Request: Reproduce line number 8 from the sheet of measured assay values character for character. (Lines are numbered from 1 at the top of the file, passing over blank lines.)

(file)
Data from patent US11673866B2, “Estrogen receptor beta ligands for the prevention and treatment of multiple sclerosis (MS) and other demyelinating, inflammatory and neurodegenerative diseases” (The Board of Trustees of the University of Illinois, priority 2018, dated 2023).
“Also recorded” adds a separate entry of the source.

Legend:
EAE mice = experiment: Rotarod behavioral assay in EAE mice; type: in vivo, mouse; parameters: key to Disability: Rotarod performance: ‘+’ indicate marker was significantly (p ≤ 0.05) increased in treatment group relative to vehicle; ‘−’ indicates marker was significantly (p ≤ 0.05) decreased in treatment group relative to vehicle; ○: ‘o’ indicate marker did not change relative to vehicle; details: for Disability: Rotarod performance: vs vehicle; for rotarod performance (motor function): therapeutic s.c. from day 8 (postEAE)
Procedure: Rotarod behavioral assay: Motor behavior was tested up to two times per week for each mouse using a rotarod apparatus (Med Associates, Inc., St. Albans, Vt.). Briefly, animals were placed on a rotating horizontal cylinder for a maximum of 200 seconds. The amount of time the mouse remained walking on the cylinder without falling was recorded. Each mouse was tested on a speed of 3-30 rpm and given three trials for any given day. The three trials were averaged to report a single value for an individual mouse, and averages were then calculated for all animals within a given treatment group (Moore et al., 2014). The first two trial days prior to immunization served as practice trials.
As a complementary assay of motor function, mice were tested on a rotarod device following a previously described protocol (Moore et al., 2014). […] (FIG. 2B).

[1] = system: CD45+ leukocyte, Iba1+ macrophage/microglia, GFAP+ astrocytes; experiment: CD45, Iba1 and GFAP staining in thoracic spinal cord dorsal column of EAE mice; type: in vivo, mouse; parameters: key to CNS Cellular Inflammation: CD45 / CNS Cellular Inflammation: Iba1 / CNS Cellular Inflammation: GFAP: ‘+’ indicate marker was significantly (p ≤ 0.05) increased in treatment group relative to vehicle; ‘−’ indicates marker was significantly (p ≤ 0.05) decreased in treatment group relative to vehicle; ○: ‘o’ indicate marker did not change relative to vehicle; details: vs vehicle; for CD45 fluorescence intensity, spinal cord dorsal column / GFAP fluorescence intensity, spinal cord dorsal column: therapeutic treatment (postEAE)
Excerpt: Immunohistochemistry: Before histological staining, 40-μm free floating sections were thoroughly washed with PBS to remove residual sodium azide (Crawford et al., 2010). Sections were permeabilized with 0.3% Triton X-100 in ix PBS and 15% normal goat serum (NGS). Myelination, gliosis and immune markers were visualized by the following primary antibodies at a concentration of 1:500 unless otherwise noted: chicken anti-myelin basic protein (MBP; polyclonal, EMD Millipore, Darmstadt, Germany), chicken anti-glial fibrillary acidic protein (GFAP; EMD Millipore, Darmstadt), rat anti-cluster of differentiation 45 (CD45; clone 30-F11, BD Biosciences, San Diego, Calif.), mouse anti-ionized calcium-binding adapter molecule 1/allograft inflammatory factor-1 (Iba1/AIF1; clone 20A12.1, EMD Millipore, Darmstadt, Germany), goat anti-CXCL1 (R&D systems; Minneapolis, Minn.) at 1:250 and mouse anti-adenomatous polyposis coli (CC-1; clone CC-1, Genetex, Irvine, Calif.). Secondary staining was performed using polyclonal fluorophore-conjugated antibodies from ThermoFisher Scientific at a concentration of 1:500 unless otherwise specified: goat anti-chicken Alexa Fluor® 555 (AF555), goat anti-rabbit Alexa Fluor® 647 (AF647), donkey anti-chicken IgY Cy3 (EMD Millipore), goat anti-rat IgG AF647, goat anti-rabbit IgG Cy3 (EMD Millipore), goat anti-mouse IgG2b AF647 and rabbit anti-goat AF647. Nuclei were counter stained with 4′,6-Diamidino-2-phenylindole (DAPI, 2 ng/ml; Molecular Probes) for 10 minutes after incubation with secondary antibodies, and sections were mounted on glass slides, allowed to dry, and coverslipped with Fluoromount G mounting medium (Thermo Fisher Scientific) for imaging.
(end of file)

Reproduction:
Excerpt: Immunohistochemistry: Before histological staining, 40-μm free floating sections were thoroughly washed with PBS to remove residual sodium azide (Crawford et al., 2010). Sections were permeabilized with 0.3% Triton X-100 in ix PBS and 15% normal goat serum (NGS). Myelination, gliosis and immune markers were visualized by the following primary antibodies at a concentration of 1:500 unless otherwise noted: chicken anti-myelin basic protein (MBP; polyclonal, EMD Millipore, Darmstadt, Germany), chicken anti-glial fibrillary acidic protein (GFAP; EMD Millipore, Darmstadt), rat anti-cluster of differentiation 45 (CD45; clone 30-F11, BD Biosciences, San Diego, Calif.), mouse anti-ionized calcium-binding adapter molecule 1/allograft inflammatory factor-1 (Iba1/AIF1; clone 20A12.1, EMD Millipore, Darmstadt, Germany), goat anti-CXCL1 (R&D systems; Minneapolis, Minn.) at 1:250 and mouse anti-adenomatous polyposis coli (CC-1; clone CC-1, Genetex, Irvine, Calif.). Secondary staining was performed using polyclonal fluorophore-conjugated antibodies from ThermoFisher Scientific at a concentration of 1:500 unless otherwise specified: goat anti-chicken Alexa Fluor® 555 (AF555), goat anti-rabbit Alexa Fluor® 647 (AF647), donkey anti-chicken IgY Cy3 (EMD Millipore), goat anti-rat IgG AF647, goat anti-rabbit IgG Cy3 (EMD Millipore), goat anti-mouse IgG2b AF647 and rabbit anti-goat AF647. Nuclei were counter stained with 4′,6-Diamidino-2-phenylindole (DAPI, 2 ng/ml; Molecular Probes) for 10 minutes after incubation with secondary antibodies, and sections were mounted on glass slides, allowed to dry, and coverslipped with Fluoromount G mounting medium (Thermo Fisher Scientific) for imaging.